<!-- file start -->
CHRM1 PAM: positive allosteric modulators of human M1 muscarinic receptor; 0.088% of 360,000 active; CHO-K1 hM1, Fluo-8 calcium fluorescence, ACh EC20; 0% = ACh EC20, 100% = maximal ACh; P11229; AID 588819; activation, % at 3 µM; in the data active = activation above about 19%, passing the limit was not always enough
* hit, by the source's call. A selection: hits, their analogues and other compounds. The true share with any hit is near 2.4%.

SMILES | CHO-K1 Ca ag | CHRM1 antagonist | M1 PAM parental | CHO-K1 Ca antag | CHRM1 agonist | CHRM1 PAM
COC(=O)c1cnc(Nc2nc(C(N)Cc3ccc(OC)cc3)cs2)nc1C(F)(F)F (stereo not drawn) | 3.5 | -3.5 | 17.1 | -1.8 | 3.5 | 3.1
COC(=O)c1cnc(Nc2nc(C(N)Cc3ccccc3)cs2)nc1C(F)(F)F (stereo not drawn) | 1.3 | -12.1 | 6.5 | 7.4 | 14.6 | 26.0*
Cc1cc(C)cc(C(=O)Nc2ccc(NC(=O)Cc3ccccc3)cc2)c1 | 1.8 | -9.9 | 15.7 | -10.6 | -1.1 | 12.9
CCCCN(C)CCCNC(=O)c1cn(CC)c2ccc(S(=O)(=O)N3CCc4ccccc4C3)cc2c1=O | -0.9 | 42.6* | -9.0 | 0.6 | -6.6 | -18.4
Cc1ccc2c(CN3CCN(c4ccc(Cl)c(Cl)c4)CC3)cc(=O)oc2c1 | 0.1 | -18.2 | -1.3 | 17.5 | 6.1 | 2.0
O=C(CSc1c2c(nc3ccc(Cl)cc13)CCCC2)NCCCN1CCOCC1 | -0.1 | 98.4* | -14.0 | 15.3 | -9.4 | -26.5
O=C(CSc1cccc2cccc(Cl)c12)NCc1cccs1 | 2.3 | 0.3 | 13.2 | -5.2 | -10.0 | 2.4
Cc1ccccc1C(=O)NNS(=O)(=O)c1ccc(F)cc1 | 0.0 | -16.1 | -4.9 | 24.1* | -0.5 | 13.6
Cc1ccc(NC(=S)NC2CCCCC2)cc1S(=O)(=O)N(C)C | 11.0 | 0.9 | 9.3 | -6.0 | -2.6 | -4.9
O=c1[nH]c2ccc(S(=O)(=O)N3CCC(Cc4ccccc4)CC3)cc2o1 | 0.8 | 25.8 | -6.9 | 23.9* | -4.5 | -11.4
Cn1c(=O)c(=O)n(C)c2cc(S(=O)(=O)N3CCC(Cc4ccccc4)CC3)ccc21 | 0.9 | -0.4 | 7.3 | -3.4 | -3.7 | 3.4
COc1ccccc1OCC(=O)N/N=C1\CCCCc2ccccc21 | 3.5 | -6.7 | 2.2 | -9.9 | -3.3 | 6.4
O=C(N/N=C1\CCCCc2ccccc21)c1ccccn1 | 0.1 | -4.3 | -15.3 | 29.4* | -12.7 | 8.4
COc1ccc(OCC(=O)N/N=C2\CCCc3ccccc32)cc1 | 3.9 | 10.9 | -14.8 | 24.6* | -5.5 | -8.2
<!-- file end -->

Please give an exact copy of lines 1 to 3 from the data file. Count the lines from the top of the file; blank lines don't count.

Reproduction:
CHRM1 PAM: positive allosteric modulators of human M1 muscarinic receptor; 0.088% of 360,000 active; CHO-K1 hM1, Fluo-8 calcium fluorescence, ACh EC20; 0% = ACh EC20, 100% = maximal ACh; P11229; AID 588819; activation, % at 3 µM; in the data active = activation above about 19%, passing the limit was not always enough
* hit, by the source's call. A selection: hits, their analogues and other compounds. The true share with any hit is near 2.4%.

SMILES | CHO-K1 Ca ag | CHRM1 antagonist | M1 PAM parental | CHO-K1 Ca antag | CHRM1 agonist | CHRM1 PAM